Friday, 28 March 2008

Q = Quakes

Just ten minutes away from our tranquil little suburb, with wooden houses covering the hills and where church bells ring down in the valley on Sunday mornings, is the harbour and the CBD. Every time we drive into the city, we drive along the Wellington faultline, and most of the time we don’t give it a thought.

But every so often the earth moves. And every single Wellingtonian wonders if this time it will be “the big one.” After all, evidence of Wellington’s dramatic and at times violent geology is hard to miss: an earthquake raised the land that is now the city’s airport; the motorway northeast along the harbour tracks the faultline.

(X = my house ... approximately)

If you have ever seen the movie “LA Story” there is a scene where an earthquake occurs when the main characters are at a restaurant. The LA natives continue eating as the earth shakes, the table rattles, cutlery is juddered across the table, pretending that absolutely nothing is wrong. That scene is very familiar to Wellingtonians, who are generally very blasé about earthquakes. Outwardly at least. I have worked with civil engineers, who stand by the windows taking an unnatural interest in how high-rise buildings around them behave (do they sway as intended etc?) during an earthquake.

I grew up in a part of the country with the lowest incidence of earthquakes, and spent my first 23 years in blissful ignorance of what it means to live on an earthquake faultline. But moving to Wellington I was horrified to be reminded of this on a daily basis – the public department where I worked had “what to do in an earthquake” posters everywhere! Like most Wellingtonians, we have emergency earthquake supplies. Bottles filled with water, cans of food, torches and candles, a red cross medical kit. We live in wooden houses – they move in earthquakes and are less likely to suffer structural damage – on the side of a hill. We joke that when the earthquake comes, we won’t need our own emergency kit but hope that the people in the houses under us at the bottom of the valley have enough to share, as that is where we will end up.

But fear does come when the ground shakes beneath us.

I have often wondered what it must be like to live in the US tornado belt, and can’t understand why people would choose to live with the constant knowledge they could be destroyed by nature’s power. But I live on a faultline. I don’t get even a warning if an earthquake is about to destroy me. How reckless is that?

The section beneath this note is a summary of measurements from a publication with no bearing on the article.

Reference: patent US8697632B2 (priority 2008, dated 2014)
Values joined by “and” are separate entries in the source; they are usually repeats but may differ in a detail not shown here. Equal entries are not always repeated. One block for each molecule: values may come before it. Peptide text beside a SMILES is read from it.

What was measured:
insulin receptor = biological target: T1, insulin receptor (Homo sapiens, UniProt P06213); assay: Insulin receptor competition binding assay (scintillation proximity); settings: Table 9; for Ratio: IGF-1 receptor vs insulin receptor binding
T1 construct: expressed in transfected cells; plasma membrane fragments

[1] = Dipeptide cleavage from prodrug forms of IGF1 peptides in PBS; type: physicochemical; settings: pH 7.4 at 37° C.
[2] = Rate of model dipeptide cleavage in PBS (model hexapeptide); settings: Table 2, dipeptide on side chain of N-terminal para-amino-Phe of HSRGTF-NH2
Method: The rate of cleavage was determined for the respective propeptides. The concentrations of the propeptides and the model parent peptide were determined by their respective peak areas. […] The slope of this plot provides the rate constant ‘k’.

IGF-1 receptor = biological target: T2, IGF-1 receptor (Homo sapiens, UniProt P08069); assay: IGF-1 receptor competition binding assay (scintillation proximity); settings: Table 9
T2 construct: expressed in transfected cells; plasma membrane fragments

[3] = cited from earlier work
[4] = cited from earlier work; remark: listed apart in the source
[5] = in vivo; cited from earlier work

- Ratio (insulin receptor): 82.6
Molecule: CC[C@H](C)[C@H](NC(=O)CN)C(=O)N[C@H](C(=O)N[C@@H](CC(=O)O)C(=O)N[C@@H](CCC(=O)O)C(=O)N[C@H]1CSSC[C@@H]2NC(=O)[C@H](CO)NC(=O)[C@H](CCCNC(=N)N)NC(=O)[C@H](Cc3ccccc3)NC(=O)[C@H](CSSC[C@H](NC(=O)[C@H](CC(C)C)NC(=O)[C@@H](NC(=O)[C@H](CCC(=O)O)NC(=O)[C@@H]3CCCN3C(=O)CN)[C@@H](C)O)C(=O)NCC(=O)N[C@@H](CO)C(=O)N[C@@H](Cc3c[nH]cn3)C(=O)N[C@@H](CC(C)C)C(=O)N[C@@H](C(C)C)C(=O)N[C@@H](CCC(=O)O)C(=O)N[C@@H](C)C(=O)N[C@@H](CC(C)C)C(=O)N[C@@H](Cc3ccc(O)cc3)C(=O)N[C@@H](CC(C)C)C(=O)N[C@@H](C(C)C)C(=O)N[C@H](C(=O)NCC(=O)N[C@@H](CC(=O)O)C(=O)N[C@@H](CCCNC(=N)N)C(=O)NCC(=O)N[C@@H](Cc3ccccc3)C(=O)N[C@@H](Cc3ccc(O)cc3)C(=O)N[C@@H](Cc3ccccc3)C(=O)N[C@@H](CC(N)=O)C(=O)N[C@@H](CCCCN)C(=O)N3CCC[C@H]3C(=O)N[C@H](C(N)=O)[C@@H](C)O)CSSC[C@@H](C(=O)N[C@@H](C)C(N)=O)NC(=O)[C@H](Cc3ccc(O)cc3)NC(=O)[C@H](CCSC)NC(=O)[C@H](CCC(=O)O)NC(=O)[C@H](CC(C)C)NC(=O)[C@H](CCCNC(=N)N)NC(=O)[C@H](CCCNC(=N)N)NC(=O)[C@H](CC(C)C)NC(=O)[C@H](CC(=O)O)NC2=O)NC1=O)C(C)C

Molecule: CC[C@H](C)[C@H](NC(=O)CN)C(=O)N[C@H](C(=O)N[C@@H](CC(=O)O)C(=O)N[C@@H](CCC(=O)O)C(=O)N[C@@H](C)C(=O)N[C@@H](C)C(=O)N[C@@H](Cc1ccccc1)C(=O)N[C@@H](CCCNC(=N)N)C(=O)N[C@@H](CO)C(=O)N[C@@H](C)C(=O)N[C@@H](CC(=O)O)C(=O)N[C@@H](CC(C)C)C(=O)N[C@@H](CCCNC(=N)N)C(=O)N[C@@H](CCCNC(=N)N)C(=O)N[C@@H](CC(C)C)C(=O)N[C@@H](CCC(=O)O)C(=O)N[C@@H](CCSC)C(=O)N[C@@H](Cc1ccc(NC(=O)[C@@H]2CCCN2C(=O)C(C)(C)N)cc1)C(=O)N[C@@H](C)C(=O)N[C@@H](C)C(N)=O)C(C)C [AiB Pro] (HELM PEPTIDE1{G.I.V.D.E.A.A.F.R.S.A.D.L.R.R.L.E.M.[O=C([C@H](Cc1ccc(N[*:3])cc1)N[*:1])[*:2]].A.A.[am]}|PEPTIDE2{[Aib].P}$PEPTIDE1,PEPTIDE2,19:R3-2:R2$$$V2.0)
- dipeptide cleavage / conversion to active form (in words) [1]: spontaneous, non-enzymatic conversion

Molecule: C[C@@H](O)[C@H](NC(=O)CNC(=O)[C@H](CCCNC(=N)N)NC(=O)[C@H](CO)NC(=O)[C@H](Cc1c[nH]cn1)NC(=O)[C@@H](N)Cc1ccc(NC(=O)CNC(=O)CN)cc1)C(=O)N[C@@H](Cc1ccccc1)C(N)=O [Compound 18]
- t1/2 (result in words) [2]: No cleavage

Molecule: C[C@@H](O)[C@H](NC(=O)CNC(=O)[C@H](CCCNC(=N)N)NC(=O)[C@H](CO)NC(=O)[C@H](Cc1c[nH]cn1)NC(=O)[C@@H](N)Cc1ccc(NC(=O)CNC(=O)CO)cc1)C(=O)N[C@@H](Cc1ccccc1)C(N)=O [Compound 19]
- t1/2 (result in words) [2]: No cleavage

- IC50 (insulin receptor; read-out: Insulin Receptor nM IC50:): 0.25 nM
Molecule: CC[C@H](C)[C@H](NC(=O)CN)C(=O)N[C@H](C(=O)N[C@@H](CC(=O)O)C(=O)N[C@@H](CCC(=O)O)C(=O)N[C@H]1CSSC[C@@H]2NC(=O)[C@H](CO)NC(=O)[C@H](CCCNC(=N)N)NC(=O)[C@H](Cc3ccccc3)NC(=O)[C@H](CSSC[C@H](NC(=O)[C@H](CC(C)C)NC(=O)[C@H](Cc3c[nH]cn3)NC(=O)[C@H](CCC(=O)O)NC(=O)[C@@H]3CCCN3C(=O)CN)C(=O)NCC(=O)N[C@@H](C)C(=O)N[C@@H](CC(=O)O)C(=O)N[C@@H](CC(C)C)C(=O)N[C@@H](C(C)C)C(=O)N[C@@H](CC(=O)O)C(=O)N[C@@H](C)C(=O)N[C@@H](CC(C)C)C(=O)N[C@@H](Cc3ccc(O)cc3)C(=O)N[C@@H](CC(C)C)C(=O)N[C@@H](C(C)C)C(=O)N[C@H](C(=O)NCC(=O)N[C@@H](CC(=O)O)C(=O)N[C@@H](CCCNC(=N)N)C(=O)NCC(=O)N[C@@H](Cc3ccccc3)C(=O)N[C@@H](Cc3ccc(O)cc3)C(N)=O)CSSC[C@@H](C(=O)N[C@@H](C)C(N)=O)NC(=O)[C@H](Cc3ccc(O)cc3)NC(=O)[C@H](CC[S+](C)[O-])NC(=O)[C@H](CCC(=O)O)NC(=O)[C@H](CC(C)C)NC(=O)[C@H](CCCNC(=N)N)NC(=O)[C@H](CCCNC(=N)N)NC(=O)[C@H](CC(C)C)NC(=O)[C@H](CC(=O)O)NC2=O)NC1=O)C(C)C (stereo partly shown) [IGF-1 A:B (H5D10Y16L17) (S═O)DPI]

The “big one” is overdue, but in geological terms it could come now, or in a few hundred years. So, like my husband and his family, neighbours, friends and colleagues - even the Prime Minister whose official residence is adjacent to the fault - I adopt the head in the sand approach, and hope it won’t come just yet.

7 comments:

Bridgett said...

I live at one of the bigger confluences of American rivers (Missouri and Mississippi), on the edge of Tornado Alley, and close enough to the New Madrid fault line to worry about the masonry foundation of my house (houses are about 4 feet apart on my block, they will fall like dominoes).

Yeah, we're dumb. But then I look at New Orleans and San Andreas and think maybe not so much.

My sister once, in high school, took a map of the US with all those areas tagged--fault lines, hurricane paths, flood plains, tornado alley--and found that certain parts of Minnesota were the safest places to live in the US. But then...there's winter... :^)

Mrs Slocombe said...

and the woodchipper.....have you been to Napier, Mali? Is it as cool as it sounds, or a bit dowdy?

Indigo Bunting said...

We all live with dangers. And so many people have very little choice about where they can live...

Wonderful post. Hope your vacation was lovely...

Helen said...

Before I moved to Tokyo I read about the 1923 earthquake there, and became paranoid about the possibility of another one occurring because they are also due for the next "big one". After a couple of years of living with the occasional tremor and jolt we became quite blasé, and even ignored the few occasions that the earthquate warning alarms were triggered. It's probably less stressful to live with your head in the sand than in a state of low-grade fear about something that may never happen in your lifetime.

Mali said...

Wow Bridgett, you got me researching the New Madrid fault and I now know all about intraplate faults and earthquakes, whereas because we are right on the Ring of Fire we focus on earthquakes caused by two plates. Typically we can blame Australians, because we are right on the boundary of the Australian plate and the Pacific plate!

Mrs S: Yes I've been to Napier. It has some great Art Deco buildings, and these are now well maintained and protected. Also the wine is fantastic and so definitely worth a visit!

IB: thanks my vacation was perfect. Will put photos up on my travelalphablog.

Bridgett said...

Mrs. S: I just got that. Ha!

Bridgett said...

And Mali, that got me to go over to Wikipedia and read up. I knew about the big one back in 1812. I did not know, living in total denial, how precarious it really is along this river. Oy. Something new to think about.